Rainbow trout (Oncorhynchus mykiss) (Photo credit: Tennessee Aquarium)

The Frog Blog  – Fish Friday

Happy Friday everyone! Spring is here and nothing feels better than getting outside in the (sometimes) warmer weather, stretching your arms, and finding your way to your favorite stream fishing hole for some trout fishing. That is why for this iteration of the Fish Friday Frog Blog, I’d like to talk about the rainbow trout (which are also steelhead; Oncorhynchus mykiss).

Rainbow trout actually have been introduced to the Eastern United States from the West due to their popularity as a gamefish and have become naturalized. They are a member of the Salmonidae family of fishes with includes trout fish species as well as salmon. Members of this family of fish are easily recognizable by the presence of an adipose fin; a small fin located on the fishes back before the tailfin. Compared to other species of trout however, rainbows have a distinguishable color to them that can be relatable to their name:  red band across the midsection that may almost seem to be holographic to some and cheeks that are flush red. This vibrant appearance can be quite the spectacle at times and almost look “rainbow” to some. The steelhead morph of rainbow trout (name is given for the silver/grey change in look) is actually the same species. The difference between the two is that steelhead are anadromous, a lifecycle trait where they swim upstream to spawn and live most of their life in larger bodies of water. The color difference may be related to the difference in environment and food source.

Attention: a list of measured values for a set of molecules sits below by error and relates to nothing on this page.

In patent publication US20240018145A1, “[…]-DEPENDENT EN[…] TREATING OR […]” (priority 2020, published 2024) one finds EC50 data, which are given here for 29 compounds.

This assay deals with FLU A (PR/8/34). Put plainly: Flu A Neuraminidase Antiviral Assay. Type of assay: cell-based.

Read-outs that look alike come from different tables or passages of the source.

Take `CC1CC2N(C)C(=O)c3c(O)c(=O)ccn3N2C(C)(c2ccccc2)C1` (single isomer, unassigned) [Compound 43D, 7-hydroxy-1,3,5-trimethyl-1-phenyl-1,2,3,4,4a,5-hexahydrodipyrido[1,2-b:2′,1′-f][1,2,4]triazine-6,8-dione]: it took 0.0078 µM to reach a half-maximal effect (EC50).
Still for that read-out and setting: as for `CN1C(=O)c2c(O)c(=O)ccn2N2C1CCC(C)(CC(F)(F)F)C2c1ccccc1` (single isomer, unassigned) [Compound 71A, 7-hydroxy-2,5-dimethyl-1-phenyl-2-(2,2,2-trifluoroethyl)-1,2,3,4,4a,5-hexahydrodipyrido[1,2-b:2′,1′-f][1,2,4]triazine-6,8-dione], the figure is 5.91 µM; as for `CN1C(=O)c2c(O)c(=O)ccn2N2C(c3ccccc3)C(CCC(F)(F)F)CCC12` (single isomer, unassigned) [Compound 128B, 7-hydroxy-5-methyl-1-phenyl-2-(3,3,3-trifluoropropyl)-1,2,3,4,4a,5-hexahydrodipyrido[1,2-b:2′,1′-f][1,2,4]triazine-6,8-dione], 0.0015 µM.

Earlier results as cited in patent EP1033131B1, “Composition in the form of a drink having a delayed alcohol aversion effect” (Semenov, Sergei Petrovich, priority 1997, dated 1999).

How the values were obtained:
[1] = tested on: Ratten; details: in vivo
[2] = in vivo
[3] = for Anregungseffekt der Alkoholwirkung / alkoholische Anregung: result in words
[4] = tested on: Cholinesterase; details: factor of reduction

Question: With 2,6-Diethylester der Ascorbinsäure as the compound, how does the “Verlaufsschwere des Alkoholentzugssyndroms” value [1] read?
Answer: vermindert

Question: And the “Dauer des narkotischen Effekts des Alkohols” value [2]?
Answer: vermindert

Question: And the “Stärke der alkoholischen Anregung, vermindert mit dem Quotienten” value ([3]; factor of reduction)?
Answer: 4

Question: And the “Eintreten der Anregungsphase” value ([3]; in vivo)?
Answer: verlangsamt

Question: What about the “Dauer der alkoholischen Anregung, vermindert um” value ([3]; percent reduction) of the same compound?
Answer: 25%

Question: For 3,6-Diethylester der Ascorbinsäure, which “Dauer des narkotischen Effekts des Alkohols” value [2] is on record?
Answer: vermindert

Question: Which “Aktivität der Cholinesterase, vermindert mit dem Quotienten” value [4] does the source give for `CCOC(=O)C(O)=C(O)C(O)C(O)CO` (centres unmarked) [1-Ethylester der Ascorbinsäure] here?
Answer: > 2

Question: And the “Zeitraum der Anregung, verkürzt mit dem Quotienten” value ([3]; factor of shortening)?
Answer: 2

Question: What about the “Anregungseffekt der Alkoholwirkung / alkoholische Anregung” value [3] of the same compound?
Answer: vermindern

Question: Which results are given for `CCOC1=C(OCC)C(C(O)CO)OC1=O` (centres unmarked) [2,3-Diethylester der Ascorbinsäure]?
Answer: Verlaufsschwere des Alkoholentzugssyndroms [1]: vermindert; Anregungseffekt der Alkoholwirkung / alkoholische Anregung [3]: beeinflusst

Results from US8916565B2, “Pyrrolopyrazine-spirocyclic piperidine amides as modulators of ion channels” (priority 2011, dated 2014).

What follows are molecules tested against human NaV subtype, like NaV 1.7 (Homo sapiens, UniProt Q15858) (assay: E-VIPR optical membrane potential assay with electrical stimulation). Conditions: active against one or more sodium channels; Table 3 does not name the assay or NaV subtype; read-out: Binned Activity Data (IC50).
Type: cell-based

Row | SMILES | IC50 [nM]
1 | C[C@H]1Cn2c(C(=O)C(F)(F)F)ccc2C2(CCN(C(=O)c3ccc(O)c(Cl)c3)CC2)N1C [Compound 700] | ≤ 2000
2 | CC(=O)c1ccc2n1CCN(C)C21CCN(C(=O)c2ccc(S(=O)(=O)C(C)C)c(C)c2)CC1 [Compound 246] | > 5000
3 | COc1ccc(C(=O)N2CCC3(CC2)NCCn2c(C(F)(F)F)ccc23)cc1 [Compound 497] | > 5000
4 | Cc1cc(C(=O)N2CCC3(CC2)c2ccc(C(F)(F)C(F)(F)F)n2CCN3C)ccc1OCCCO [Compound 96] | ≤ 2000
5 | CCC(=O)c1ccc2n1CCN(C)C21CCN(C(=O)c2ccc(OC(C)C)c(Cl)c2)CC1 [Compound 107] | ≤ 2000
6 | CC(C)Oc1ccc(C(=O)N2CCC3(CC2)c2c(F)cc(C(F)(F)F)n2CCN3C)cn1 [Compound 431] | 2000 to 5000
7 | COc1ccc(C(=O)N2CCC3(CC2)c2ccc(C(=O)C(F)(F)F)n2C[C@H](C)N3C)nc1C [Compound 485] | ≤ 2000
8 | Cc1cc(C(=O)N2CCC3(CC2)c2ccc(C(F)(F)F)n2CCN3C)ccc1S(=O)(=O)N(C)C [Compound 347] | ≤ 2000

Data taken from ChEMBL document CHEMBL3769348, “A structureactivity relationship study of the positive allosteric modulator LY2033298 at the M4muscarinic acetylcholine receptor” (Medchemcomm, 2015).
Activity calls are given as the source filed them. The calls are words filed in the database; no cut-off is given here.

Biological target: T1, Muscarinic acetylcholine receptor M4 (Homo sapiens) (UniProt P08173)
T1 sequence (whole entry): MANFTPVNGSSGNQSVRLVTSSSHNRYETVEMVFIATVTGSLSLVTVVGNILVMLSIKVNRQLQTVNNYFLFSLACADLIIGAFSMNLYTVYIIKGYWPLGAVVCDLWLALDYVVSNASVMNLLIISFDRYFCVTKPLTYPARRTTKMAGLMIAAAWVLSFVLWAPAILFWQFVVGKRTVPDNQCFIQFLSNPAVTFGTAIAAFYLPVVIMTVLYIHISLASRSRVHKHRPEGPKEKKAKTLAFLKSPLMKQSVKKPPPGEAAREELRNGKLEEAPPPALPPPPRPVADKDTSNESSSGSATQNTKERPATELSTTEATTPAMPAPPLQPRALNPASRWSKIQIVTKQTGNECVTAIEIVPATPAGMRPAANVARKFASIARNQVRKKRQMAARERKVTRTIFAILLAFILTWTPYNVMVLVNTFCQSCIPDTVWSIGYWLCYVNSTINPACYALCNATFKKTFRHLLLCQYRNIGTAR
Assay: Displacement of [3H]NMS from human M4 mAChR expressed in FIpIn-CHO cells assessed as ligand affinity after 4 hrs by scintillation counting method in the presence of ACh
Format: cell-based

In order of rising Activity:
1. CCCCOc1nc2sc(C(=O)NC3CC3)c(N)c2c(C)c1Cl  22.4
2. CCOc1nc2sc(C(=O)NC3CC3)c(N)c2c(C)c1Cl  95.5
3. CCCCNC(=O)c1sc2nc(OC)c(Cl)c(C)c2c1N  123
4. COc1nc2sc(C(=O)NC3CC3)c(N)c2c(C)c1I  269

The typical pond in Ohio probably should not be stocked with rainbow trout unless you intend to have a “put-and-take” fishery (you stock them for people to fish them out). This is because they are cold water fish and require deeper depths and higher oxygen levels than what the typical pond has to offer. It is not impossible though, and some pond owners with very deep ponds and a cold-water input have had success with trout survival. Personally, I prefer to wait until Spring (like now) and catch them from local streams. They do fight well and can taste good too!

by: Ed Kwietniewski

Aquatic Biologist

AQUA DOC Lake and Pond Management

Edward Kwietniewski graduated from The State University of New York College of Environmental Science and Forestry (SUNY ESF) with a Bachelor’s degree in Aquatics and Fisheries Science. He also has a Master’s degree in Lake Management from the State University of New York College at Oneonta (SUNY Oneonta). He has a love for all things aquatic and is an avid fisherman.

External Sources:

Halverson, A. (2010). An entirely synthetic fish: how rainbow trout beguiled America and overran the world. Yale University Press.

Tennessee Aquarium (2018). “Rainbow Trout: Oncorhynchus mykiss” Accessed April 5, 2018. http://www.tnaqua.org/our-animals/fish/rainbow-trout